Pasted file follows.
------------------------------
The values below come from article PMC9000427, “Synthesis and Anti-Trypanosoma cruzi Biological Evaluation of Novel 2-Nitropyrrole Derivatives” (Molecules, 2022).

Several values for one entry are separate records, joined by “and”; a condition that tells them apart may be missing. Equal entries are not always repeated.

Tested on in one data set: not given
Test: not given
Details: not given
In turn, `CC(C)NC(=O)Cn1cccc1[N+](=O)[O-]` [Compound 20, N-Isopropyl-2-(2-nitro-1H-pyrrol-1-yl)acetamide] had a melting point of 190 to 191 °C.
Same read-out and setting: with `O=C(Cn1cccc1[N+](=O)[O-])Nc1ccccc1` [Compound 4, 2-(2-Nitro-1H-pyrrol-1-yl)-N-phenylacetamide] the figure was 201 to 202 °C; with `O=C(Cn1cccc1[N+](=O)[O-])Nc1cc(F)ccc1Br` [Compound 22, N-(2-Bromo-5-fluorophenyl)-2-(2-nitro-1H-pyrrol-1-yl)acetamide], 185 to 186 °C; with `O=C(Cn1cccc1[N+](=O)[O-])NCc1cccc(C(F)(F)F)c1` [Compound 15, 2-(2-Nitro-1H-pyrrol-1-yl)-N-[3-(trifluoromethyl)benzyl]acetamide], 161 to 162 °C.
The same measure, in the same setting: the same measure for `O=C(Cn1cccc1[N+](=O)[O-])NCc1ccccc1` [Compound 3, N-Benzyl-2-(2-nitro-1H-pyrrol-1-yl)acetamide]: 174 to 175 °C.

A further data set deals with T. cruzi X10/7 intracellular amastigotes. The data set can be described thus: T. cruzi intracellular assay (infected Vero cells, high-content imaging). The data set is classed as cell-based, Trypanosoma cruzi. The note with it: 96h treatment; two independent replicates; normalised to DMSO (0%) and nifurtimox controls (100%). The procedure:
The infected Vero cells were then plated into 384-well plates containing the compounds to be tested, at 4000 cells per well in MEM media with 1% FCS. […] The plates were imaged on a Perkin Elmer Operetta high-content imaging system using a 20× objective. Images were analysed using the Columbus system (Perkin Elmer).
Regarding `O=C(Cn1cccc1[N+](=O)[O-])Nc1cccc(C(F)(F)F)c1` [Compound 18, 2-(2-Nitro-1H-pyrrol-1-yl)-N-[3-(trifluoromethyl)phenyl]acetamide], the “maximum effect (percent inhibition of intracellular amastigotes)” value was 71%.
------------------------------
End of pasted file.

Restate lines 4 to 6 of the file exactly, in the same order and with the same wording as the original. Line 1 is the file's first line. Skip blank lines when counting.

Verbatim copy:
Test: not given
Details: not given
In turn, `CC(C)NC(=O)Cn1cccc1[N+](=O)[O-]` [Compound 20, N-Isopropyl-2-(2-nitro-1H-pyrrol-1-yl)acetamide] had a melting point of 190 to 191 °C.